A Salt Lake City-based startup has figured out a way to grow real human skin for burn victims in less than 24 to 48 hours, instead of using traditional skin grafts that could take weeks.
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The product, called SkinTE, was developed last year by a team of former Johns Hopkins doctors who discovered a way to regenerate a patient’s own skin using their patented technology.
“It works very simply. Essentially, if a patient has a tissue or skin void from a burn or a wound, a provider—a clinical or a medical provider—will take a very small piece of that issue and send it to us and we will process it and get it back to them within 24 to 48 hours,” Denver M. Lough, M.D., Ph.D., and chief executive officer of PolarityTE, tells FOX Business.
“We will deploy it in a large syringe and it will basically be put on as a cake paste or an icing that will cover that tissue void, where they will need that skin, and it regenerates full thickness, hair-bearing skin that looks like the patient’s own skin because it is their own skin.”
The technology has already been approved for use by multiple medical institutions, the company announced last week, after the Food and Drug Administration (FDA) registered it for use earlier this month.
SkinTE is made and distributed by PolarityTE Inc. (COOL), a public company that came into existence in April after a reverse merger with gaming company Majesco Entertainment.
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“We were approached by a wonderful group headed up by Dr. Phillip Frost, who is an investor and dermatologist and CEO and chairman of OPKO Health, and he said ‘why don’t you guys go ahead and start a public company and I can help you get there immediately and that way you guys can still be in control,’” Lough says.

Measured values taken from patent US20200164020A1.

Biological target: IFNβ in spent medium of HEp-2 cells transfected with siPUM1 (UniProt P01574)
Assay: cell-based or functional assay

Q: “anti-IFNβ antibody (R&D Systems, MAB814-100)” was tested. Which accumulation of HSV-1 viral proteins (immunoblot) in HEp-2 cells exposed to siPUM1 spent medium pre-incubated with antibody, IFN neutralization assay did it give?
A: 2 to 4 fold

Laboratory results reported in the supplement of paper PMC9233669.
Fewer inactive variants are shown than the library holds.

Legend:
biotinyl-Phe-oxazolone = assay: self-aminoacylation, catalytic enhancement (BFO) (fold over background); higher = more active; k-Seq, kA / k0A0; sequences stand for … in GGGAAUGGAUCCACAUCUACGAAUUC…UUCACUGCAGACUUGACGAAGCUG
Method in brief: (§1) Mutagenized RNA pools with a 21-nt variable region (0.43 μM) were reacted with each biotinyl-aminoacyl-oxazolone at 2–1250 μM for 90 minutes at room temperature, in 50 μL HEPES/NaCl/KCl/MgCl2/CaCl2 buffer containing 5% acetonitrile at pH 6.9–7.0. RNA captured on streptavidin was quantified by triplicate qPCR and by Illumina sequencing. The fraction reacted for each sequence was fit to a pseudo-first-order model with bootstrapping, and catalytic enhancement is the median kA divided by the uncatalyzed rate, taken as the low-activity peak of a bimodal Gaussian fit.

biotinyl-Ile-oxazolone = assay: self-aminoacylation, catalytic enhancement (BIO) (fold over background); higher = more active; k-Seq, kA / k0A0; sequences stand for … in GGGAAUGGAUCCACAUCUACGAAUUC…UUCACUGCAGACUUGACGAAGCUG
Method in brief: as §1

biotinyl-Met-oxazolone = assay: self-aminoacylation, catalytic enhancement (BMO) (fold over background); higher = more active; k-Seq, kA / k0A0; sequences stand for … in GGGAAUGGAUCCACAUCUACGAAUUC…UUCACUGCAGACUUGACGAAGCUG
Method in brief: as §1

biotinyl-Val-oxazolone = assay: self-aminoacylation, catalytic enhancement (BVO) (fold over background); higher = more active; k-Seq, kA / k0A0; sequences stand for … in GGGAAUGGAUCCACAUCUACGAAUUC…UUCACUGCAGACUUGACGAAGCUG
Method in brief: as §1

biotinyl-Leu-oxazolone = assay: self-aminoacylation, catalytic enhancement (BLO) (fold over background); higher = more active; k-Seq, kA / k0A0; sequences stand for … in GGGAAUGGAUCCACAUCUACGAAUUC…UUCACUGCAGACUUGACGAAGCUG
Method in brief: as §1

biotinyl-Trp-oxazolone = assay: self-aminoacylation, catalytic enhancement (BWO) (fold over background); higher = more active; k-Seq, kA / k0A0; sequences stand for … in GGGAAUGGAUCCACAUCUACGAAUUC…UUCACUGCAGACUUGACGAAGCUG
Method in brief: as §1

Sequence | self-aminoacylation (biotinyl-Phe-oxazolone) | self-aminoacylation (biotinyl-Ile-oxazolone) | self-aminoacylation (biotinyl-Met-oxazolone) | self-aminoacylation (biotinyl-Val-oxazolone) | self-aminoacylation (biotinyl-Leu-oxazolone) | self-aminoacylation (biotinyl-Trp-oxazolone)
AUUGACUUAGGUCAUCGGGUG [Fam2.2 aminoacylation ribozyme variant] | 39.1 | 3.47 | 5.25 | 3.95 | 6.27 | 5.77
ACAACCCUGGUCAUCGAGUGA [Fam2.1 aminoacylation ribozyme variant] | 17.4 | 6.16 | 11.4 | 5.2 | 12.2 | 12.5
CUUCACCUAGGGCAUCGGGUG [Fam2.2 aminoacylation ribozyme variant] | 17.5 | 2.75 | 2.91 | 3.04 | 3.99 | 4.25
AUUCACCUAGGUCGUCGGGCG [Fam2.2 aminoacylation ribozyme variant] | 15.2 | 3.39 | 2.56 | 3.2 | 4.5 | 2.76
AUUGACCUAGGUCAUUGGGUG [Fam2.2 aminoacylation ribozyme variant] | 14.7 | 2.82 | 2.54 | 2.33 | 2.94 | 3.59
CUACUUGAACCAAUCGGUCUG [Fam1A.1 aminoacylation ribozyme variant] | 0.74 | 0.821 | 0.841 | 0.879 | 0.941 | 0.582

The initial launch of the product will be distributed to about 15 burn centers across the country. According to the American College of Surgeons, there are about 123 burn centers in the U.S. as of 2011. Lough estimates the company’s potential worth could be $50-60 billion.
Lough says the problem with a majority of skin substitutes on the market today is that “they are not the patient’s own skin and they use other types of products” which makes the replaced skin on burns victims noticeable.
“I spent a lot of time actually looking under microscopes and basically recognized that the less that you actually manipulate tissue, the better it actually does. So, a lot of those ideas and concepts came to me that if we actually had, aggregates of cells – cells that naturally sort of occurred in your body and you help them along and put them into a burn wound or a chronic or acute wound – you can regenerate full thickness skin.”
Lough says while their product is slowing making its way to burn centers, he believes down the road the technology can be used for other products like bone, cartilage, fat and muscle, as well as hollow and solid organs.